Ex-guv suggests official development assistance-A A +A
Sunday, February 9, 2014
THE Cebu Port Authority (CPA) has applied for the implementation of the P10-billion international container port in Tayud, Consolacion under the Public-Private Partnership (PPP) scheme of the Aquino administration.
CPA General Manager Edmund Tan said the site and amount of the project were based on the recommendations of the Japan International Cooperation Agency (Jica), which conducted a feasibility study back in 2002 and reviewed it recently.
In the feasibility study, JICA estimated the cost at P9 billion; that has since been adjusted to P10 billion.
Tan said that the CPA has submitted to the PPP Center of the Department of Transportation and Communication (DOTC) the project’s concept note.
“We are now waiting for the comment or approval by the PPP Center to place the project under its scheme,” Tan said.
Tan said they prefer the PPP scheme because the government has no funds to build the new port on its own.
Among the approved PPP projects is the expansion of the Mactan Cebu International Airport; the winning bidder will also gain the right to operate the facility for at least 20 years.
Tan said that if the international container port project is realized, the Cebu International Port (CIP) can be re-developed into a modern pier for international cruise liners and bigger ships that ply the Cebu-Manila route.
The CPA can also construct a mall or commercial buildings in the area beside the CIP berth, which is used for now as a container yard.
When asked to comment, former Cebu congressman and governor Pablo P. Garcia objected to the plan to pursue the port venture as a PPP project.
“If the project will be implemented under PPP, the CPA will lose control of the port facility because it will be temporarily owned and managed by private businessmen,” Garcia said.
While Garcia agreed that it is high time a new international container port was built, he said the government must undertake it.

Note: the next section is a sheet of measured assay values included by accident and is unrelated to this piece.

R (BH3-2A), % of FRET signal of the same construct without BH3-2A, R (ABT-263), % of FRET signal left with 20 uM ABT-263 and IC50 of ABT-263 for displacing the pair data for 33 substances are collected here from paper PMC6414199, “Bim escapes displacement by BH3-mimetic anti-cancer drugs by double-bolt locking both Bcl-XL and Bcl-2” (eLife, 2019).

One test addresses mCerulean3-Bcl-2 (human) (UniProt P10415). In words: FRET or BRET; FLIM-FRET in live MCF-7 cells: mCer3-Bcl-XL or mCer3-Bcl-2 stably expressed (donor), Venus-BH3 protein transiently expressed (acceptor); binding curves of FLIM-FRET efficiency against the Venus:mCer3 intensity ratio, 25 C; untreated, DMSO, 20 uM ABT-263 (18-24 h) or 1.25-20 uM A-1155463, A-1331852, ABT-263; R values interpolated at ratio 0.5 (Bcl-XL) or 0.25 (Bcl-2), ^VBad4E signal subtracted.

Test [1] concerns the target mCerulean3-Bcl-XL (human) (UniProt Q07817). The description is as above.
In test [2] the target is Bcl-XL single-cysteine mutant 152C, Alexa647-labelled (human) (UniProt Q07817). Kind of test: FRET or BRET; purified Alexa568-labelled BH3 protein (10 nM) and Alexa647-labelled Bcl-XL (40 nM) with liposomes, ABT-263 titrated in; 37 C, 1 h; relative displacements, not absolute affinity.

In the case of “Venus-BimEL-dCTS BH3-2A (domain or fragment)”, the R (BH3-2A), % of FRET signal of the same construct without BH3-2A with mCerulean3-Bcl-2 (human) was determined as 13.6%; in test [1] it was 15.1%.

Garcia recalled that the JICA study was presented when he was Cebu governor and he is aware there are overseas development assistance (ODA) grants that can be applied for, to implement projects like this.
“ODA even offers loans with one percent interest only. So, why apply for PPP?” Garcia said.
CPA Commissioner Tomas Riveral, on the other hand, said there’s a need to construct another international container port because of the congestion at CIP.
Riveral explained the CIP was built 30 years ago with an average stocking of 4,000 TEUs (total equivalent units or 20-foot cargo containers).
“That was the time when the annual volume was less than 20,000 TEUs. Now, CIP has an annual volume of 250,000 TEUs,” Riveral said.
Riveral, who is also the president and general manager of the Oriental Port and Allied Services Corp., agreed with Tan’s observation that there is no more space to expand the CIP. This is compounded by overstaying cargo, such as shipments seized by the Bureau of Customs (BOC).
“So, the building of a new port is very urgent. It’s a matter of necessity,” Riveral said.
Fred Escalona, executive director of the Confederation of Philippine Exporters (PhilExports) Cebu, also observed the need for a new international seaport because of the CIP’s congestion, which has caused huge losses to importers and exporters.
Escalona said the political system is partly to blame for delays in needed facilities, like a larger port.
He cited as an example the planned international port in Tayud, Consolacion, which was presented in 2002 yet, but has not been pursued.
“Projects are scrapped or delayed or reexamined. So, there’s no continuity and if we talk about continuity, we have to probably change the whole system,” Escalona said.
Published in the Sun.Star Cebu newspaper on February 10, 2014.